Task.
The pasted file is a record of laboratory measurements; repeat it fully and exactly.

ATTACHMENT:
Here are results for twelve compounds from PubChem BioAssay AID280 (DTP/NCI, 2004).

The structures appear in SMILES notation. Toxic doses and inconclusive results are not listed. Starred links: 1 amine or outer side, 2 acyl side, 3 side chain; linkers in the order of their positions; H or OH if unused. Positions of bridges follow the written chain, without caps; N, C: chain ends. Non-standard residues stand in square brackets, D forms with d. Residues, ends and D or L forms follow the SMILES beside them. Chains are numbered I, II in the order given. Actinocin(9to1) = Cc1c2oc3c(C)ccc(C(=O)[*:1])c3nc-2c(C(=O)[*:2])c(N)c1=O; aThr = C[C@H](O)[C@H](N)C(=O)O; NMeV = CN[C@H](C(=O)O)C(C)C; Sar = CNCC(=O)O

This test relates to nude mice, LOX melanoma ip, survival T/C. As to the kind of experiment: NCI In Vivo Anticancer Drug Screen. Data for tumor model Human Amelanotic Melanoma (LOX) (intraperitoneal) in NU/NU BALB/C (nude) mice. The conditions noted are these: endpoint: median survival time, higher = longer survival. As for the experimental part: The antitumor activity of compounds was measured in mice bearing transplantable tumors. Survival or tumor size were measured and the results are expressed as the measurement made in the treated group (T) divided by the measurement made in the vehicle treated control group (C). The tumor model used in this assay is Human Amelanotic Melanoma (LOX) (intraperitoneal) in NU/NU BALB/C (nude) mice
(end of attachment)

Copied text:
Here are results for twelve compounds from PubChem BioAssay AID280 (DTP/NCI, 2004).

The structures appear in SMILES notation. Toxic doses and inconclusive results are not listed. Starred links: 1 amine or outer side, 2 acyl side, 3 side chain; linkers in the order of their positions; H or OH if unused. Positions of bridges follow the written chain, without caps; N, C: chain ends. Non-standard residues stand in square brackets, D forms with d. Residues, ends and D or L forms follow the SMILES beside them. Chains are numbered I, II in the order given. Actinocin(9to1) = Cc1c2oc3c(C)ccc(C(=O)[*:1])c3nc-2c(C(=O)[*:2])c(N)c1=O; aThr = C[C@H](O)[C@H](N)C(=O)O; NMeV = CN[C@H](C(=O)O)C(C)C; Sar = CNCC(=O)O

This test relates to nude mice, LOX melanoma ip, survival T/C. As to the kind of experiment: NCI In Vivo Anticancer Drug Screen. Data for tumor model Human Amelanotic Melanoma (LOX) (intraperitoneal) in NU/NU BALB/C (nude) mice. The conditions noted are these: endpoint: median survival time, higher = longer survival. As for the experimental part: The antitumor activity of compounds was measured in mice bearing transplantable tumors. Survival or tumor size were measured and the results are expressed as the measurement made in the treated group (T) divided by the measurement made in the vehicle treated control group (C). The tumor model used in this assay is Human Amelanotic Melanoma (LOX) (intraperitoneal) in NU/NU BALB/C (nude) mice